TH 1904 (Ovarian cancer)
A novel and targeted treatment platform in oncology is being developed based on new proprietary peptides targeting sortilin receptors. The overexpression of sortilin receptors has been documented in numerous human cancers including ovarian and breast cancers. The same has been observed in other cancers such as skin, lung, colorectal and pancreatic cancer. Targeting sortilin receptors could therefore lead to a selective delivery approach as well as a specific internalization of a number of anticancer agents that can be linked to these peptides. The use of this strategy would be a step towards personalized medicine for patients where only those likely to respond to the drug would first be identified and treated in this way, increasing the chance of a cure and minimizing health care costs. New peptide-drug conjugates generated through our platform are considered new chemical entities (NCEs) with pharmacodynamic and pharmacokinetic properties different from their parent compounds. These new anticancer agents should also induce less toxicity to non-cancerous cells that have no or only a fraction of sortilin receptors observed in some cancers.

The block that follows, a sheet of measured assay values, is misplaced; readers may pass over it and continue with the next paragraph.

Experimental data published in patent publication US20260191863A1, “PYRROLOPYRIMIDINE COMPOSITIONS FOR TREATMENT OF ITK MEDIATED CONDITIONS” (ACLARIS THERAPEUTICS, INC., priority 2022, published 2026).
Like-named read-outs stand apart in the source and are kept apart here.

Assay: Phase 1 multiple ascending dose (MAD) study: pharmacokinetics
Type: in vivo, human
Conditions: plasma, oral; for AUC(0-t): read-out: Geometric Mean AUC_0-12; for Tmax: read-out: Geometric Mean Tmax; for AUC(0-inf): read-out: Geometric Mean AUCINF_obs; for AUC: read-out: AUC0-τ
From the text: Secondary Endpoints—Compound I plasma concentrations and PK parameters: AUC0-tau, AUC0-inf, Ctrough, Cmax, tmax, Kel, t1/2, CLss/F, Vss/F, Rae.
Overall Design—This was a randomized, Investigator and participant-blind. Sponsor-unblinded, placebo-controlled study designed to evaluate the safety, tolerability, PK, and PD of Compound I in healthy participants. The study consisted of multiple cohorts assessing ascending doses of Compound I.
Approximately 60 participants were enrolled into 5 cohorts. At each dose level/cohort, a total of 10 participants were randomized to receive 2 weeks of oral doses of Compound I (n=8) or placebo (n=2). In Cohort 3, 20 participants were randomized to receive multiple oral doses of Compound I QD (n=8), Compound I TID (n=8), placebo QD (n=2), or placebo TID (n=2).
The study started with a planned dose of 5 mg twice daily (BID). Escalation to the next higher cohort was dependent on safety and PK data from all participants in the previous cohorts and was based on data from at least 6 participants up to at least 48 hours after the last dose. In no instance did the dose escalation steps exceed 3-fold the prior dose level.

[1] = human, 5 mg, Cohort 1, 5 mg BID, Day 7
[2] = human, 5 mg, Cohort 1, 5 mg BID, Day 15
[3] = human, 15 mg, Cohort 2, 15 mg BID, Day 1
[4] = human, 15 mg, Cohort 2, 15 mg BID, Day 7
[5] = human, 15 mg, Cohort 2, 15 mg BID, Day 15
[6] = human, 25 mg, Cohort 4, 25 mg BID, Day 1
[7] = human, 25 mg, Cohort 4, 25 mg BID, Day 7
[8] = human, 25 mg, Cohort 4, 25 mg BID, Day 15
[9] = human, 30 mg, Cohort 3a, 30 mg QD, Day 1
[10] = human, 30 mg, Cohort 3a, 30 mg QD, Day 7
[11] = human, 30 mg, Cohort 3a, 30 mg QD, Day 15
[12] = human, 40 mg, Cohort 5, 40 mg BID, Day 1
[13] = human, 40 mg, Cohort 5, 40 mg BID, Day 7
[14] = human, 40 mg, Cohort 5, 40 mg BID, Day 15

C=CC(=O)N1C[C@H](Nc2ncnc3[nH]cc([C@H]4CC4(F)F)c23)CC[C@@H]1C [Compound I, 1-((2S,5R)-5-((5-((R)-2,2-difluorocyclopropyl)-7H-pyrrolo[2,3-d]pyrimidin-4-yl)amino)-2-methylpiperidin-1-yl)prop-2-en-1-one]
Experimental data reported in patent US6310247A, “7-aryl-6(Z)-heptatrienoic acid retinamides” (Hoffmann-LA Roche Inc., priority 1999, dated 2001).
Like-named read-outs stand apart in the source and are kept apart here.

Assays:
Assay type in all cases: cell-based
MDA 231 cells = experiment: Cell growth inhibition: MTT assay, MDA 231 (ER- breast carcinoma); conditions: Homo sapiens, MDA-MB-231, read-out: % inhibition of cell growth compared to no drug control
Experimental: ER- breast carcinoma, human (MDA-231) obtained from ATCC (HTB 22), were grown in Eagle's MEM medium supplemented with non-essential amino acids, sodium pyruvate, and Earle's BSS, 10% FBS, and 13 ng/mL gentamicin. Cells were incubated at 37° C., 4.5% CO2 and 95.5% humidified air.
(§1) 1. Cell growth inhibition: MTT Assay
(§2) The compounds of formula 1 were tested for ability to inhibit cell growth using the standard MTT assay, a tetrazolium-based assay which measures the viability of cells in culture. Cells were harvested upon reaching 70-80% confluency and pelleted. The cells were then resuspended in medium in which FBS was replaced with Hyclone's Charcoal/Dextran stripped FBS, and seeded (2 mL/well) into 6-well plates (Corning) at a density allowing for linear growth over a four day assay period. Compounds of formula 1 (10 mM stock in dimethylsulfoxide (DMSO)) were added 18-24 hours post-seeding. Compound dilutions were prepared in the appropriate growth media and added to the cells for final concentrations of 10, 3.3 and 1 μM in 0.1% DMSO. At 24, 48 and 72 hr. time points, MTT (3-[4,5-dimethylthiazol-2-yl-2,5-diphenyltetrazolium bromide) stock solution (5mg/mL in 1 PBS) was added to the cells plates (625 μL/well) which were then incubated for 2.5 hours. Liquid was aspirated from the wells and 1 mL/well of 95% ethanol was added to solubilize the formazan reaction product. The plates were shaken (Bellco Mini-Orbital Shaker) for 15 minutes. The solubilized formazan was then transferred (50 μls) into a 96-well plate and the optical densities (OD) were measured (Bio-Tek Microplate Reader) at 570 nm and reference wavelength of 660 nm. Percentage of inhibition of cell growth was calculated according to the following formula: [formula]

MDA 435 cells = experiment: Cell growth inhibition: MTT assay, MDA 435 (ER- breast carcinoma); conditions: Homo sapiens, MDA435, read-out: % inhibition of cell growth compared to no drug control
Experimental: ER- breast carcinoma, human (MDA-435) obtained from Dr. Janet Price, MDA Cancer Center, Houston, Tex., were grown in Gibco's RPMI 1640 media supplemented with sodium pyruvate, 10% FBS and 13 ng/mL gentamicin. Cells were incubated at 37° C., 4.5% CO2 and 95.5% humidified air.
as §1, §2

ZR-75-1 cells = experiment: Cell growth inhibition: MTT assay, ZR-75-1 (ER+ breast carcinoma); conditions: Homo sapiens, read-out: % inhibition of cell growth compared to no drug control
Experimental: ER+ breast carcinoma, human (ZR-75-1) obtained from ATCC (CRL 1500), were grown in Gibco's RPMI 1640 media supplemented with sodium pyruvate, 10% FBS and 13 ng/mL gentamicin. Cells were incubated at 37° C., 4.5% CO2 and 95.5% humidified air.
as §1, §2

Ovarian cancer is one of the most lethal gynecologic malignancies. Malignant epithelial tumors are the most common type of ovarian cancer, representing approximately 90% of cases. The five-year survival rate has remained close to 25%. Primary debulking surgery followed by a combination of platinum-paclitaxel-based chemotherapy is currently considered as the standard of care for advanced epithelial ovarian cancer. Other strategies have been used to treat patients with advanced ovarian cancer to prolong the short-term survival achieved following chemotherapy but with limited impact on the five-year survival rate.
Early detection and the development of novel and more effective therapeutic approaches are necessary for significant safety improvement and successful therapeutic outcomes for these patients.
Sortilin receptors are significantly overexpressed in almost all ovarian cancers.
The development of our novel therapeutic approach targeting sortilin receptors with a doxorubicin peptide conjugate (TH1904) is a potential avenue towards improving the therapeutic outcome for these patients.
In vivo, TH1904 was better tolerated than free doxorubicin and caused more potent inhibition of human ovarian tumor xenografts grown in mice. These results strongly support the future clinical use of this platform to generate novel personalized therapeutics for specific targeting of sortilin-positive tumors.